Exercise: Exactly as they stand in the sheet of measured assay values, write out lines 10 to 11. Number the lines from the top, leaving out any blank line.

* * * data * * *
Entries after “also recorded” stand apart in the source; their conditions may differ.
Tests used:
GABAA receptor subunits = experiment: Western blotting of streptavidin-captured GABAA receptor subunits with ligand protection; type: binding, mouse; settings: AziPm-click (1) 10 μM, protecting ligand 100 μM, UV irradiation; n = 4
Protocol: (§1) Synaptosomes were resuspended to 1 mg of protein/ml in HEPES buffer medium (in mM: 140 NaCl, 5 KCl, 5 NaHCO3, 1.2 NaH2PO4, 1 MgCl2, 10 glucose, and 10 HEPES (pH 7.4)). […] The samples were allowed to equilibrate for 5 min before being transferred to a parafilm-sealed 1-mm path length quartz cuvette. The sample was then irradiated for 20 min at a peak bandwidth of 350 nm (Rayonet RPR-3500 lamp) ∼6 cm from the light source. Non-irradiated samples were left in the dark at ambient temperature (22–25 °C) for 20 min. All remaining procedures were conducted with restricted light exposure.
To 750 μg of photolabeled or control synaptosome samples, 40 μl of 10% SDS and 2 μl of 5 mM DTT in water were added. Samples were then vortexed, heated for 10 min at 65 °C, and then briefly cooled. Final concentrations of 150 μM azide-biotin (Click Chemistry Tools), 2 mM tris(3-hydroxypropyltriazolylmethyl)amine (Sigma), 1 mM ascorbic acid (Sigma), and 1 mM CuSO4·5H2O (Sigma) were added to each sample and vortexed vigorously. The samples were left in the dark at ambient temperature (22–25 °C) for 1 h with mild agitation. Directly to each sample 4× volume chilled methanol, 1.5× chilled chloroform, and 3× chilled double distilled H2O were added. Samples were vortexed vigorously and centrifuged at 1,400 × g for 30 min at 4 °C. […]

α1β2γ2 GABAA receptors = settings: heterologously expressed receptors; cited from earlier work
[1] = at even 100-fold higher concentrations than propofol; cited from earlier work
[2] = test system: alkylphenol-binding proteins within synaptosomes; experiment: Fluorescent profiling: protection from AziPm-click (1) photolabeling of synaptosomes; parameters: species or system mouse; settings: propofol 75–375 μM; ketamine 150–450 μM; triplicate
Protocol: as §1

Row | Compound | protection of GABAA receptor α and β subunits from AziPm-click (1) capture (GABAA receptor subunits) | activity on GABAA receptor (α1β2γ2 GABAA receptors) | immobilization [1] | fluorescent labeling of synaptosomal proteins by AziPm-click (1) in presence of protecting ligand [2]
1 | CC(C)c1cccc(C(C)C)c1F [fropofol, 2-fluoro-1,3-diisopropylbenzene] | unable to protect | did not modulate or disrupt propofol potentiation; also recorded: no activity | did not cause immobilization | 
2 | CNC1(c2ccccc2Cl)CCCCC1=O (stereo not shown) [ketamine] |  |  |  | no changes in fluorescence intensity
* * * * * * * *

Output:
Row | Compound | protection of GABAA receptor α and β subunits from AziPm-click (1) capture (GABAA receptor subunits) | activity on GABAA receptor (α1β2γ2 GABAA receptors) | immobilization [1] | fluorescent labeling of synaptosomal proteins by AziPm-click (1) in presence of protecting ligand [2]
1 | CC(C)c1cccc(C(C)C)c1F [fropofol, 2-fluoro-1,3-diisopropylbenzene] | unable to protect | did not modulate or disrupt propofol potentiation; also recorded: no activity | did not cause immobilization | 